This is a bit of a bummer for the Left… Freedom and Democracy has come to Afghanistan courtesy of the 'Evil' Coalition!
Sorry Mr Kerry… seems it was all worthwhile!
Monitors say Afghan poll fair despite ink fiasco
Sun 10 October, 2004 09:53
By Raju Gopalakrishnan
KABUL (Reuters) - Afghanistan's historic presidential vote, which was held with great enthusiasm but ended in turmoil after most candidates announced a boycott, was mostly fair, independent observers have said.
President Hamid Karzai, the favourite to win, rejected calls from his rivals for fresh voting.
From the southern plains to the Hindu Kush mountains and northern steppes of the impoverished Islamic nation, millions turned out on Saturday to elect their leader for the first time, despite threats by Taliban fighters to sabotage the election.
Attacks on the vote did not materialise, but up to 40 people were killed in clashes, including 24 in a U.S. bombing raid.
But midway through the day, all 15 rivals of U.S.-backed Karzai said they were boycotting the poll because a system to prevent voting fraud had failed. Many demanded a new vote.
At issue was indelible ink put on the finger of everyone who voted to stop them voting again. But some election workers used the wrong pen to mark voters, and the ordinary marker ink was quickly washed off.
And with questions over the late and rapid registration of 10.5 million voter cards in a population of about 28 million, there were accusations of illegal multiple voting.
The largest group of independent election observers, the Free and Fair Election Foundations of Afghanistan, made up of 13 Afghan non-governmental organisations, said the vote was fair.
"The large participation of Afghans is an encouraging sign of people's participation in the democratic process," it said.
"While the reasons for the incorrectly applied indelible ink remain to be seen, a fairly democratic environment has generally been observed in the overall majority of polling centres."
COUNTING TO GO AHEAD
Abdul Satar Serat, one of Karzai's rivals and a spokesman for others, condemned the vote as illegal and against democracy.
"The result that comes out of this election will be an illegal result," he said.
Karzai said his rivals should respect the will of the people.
"I would advise my fellow countrymen, the 15 other candidates, that we must all respect the fact that millions of Afghans came out on foot, in rain and snow and dust and waited for hours to vote," he said.
"Just because 15 people have said 'No', we can't deny the votes of millions."
The Organisation for Security and Cooperation of Europe (OSCE), which had 40 experts accredited, said: "The millions who came to the polls clearly wanted to turn from the rule of the gun to the rule of law.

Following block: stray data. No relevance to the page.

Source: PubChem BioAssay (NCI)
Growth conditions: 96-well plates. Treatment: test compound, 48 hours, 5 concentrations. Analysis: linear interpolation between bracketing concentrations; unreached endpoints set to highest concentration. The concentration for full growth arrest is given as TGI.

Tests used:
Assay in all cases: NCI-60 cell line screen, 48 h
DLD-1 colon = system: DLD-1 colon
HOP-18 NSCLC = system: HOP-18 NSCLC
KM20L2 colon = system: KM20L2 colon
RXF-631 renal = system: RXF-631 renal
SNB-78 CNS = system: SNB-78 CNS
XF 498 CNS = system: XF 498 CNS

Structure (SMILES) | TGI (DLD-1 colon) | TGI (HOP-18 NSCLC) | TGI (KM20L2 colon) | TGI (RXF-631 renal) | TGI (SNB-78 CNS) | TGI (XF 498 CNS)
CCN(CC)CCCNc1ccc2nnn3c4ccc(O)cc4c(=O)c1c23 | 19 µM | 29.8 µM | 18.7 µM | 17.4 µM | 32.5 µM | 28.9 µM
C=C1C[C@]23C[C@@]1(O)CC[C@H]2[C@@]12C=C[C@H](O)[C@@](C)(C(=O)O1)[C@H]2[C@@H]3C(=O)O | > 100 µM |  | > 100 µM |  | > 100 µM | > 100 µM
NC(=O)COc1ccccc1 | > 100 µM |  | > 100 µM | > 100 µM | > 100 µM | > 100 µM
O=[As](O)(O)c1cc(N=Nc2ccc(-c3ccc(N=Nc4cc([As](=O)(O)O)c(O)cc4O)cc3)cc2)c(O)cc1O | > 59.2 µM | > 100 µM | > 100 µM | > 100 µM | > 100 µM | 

"The validity of elections results should be dealt with as the law provides. The candidates' demand to nullify the election is unjustified. Such action would put into question the express will of millions of Afghan citizens who came out to vote."
The Joint Election Management Body of U.N. and Afghan experts said the allegations of irregularities were serious and would be investigated. But it said counting, likely to begin on Monday after ballot boxes are collected on Sunday, would go ahead.
In Kabul's main Pul-i Khisti bazaar, back to its usual chaos after the vote, opinions were divided.
"I'm happy for what happened yesterday," said Mohammad Yousuf, his turban and a shawl framing his bearded face. "And to the person I voted for, I am appealing to him to please look after our country and help the poor."
But another man, Nasir Ahmad, said: "It is clear that yesterday's elections were fraudulent and illegal because a person can only vote once, not five times. They should hold another election."
The election came three years after U.S.-led forces invaded Afghanistan to oust the Taliban regime for harbouring Osama bin Laden, architect of the September 11 attacks.
U.S. President George W. Bush, facing his own election next month, has claimed the Afghan vote as a foreign policy success and is hoping it can be mirrored in Iraq.
"Today's an appropriate day for Americans to remember and thank the men and women of our armed forces who liberated Afghanistan," Bush said as he campaigned in St. Louis.
He did not mention the poll boycott.
But the wait for a ruling on irregularities will be worrying for a nation made up of a patchwork of ethnic groups and often warring tribes, and held together for the last three years by Karzai's interim government.
"The greater risk during the counting period is probably the danger of rumour and conspiracy theories taking hold," said Thomas Muller, an analyst at the Afghan Research and Evaluation Unit thinktank.
"And the problem with the ink yesterday is a prime example of where a problem occurs and it snowballs into a large issue."
Karzai is an ethnic Pashtun, the largest ethnic group. His opponents include several commanders from ethnic minority communities who fought the Taliban and have a fearsome reputation for warfare -- including the likes of Uzbek General Abdul Rashid Dostum and Tajik leader Yunus Qanuni.
But the candidates are likely to come under pressure from Karzai and the international community to fall in line.
"If these candidates are serious about looking ahead to the parliamentary elections, or looking for a position in the cabinet, or looking to help Afghanistan in the future, there will have to be some compromise," said Afghan affairs expert and author Ahmed Rashid.
Nevertheless, Karzai's position may have been weakened even if he gets the 51 percent vote he needs to avoid a runoff in November. He may have to make concessions to rivals, perhaps the same powerful regional chieftains he would like to sideline.